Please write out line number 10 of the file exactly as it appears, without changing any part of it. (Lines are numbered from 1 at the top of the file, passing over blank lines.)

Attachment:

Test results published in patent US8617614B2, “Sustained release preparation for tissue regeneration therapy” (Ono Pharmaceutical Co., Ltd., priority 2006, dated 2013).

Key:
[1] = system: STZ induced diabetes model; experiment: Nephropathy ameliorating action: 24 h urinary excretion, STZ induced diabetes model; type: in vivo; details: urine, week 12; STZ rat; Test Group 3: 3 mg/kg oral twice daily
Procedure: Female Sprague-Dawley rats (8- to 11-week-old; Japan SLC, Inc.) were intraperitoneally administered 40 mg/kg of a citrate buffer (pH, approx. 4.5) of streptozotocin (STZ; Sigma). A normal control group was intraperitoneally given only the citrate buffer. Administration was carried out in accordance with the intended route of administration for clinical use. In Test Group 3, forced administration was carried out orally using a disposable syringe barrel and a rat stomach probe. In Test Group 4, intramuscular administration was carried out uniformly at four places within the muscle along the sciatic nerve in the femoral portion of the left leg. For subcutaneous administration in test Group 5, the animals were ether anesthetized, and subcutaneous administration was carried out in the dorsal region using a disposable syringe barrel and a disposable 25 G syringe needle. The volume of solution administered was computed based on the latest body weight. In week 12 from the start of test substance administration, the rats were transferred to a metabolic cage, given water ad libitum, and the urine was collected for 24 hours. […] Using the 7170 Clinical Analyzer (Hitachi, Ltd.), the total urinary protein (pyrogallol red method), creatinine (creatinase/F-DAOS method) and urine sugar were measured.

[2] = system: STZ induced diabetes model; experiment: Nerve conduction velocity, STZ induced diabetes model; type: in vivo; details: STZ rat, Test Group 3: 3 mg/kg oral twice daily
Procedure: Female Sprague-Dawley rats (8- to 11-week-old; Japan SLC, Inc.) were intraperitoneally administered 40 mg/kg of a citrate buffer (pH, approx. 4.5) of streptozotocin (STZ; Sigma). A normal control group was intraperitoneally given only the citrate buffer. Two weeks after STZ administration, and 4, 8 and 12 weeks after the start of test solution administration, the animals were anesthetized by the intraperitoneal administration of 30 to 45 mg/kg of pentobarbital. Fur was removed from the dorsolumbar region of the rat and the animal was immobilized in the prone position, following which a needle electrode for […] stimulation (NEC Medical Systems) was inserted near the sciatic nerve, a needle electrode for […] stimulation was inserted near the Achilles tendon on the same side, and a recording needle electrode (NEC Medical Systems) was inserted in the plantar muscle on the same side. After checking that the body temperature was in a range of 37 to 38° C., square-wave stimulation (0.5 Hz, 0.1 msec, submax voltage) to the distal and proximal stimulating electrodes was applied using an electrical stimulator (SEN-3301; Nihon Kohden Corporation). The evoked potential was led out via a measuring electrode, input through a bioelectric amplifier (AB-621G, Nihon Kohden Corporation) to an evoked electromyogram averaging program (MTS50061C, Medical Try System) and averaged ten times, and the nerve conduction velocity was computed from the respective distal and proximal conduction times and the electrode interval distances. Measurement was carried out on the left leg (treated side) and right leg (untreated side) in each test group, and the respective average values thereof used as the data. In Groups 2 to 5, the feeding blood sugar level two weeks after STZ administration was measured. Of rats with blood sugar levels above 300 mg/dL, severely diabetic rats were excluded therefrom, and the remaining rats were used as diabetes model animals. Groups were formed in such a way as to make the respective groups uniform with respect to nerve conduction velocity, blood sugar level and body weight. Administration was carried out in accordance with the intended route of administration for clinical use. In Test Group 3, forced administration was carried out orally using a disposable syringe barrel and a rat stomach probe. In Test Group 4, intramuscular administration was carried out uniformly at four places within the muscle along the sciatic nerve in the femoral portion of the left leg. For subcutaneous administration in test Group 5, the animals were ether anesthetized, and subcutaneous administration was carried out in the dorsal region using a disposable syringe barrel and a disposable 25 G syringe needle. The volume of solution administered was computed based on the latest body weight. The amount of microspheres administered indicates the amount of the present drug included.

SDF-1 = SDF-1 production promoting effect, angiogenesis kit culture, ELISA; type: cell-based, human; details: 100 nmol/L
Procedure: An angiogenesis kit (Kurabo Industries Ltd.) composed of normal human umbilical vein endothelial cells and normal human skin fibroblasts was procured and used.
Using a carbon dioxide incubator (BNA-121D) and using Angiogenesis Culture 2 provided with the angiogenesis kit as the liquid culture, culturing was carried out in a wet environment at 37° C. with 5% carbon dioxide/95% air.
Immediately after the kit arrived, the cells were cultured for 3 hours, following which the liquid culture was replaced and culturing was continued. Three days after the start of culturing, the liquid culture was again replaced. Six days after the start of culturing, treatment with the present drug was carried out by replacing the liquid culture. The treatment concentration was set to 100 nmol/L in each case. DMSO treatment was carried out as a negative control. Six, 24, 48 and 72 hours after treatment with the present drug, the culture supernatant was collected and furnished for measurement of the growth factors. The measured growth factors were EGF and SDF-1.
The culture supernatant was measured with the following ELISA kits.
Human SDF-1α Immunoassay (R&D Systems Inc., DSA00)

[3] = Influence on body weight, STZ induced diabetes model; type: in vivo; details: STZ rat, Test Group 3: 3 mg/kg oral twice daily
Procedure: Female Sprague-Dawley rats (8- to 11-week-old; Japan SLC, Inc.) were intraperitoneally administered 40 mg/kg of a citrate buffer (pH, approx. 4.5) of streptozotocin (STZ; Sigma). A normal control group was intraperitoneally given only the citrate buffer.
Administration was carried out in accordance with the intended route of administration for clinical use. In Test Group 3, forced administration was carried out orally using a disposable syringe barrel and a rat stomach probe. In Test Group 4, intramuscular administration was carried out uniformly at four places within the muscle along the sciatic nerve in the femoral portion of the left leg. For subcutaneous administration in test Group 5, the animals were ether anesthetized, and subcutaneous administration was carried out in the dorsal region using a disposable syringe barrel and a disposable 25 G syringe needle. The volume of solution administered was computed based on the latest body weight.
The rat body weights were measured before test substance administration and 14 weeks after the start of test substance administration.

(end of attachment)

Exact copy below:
Immediately after the kit arrived, the cells were cultured for 3 hours, following which the liquid culture was replaced and culturing was continued. Three days after the start of culturing, the liquid culture was again replaced. Six days after the start of culturing, treatment with the present drug was carried out by replacing the liquid culture. The treatment concentration was set to 100 nmol/L in each case. DMSO treatment was carried out as a negative control. Six, 24, 48 and 72 hours after treatment with the present drug, the culture supernatant was collected and furnished for measurement of the growth factors. The measured growth factors were EGF and SDF-1.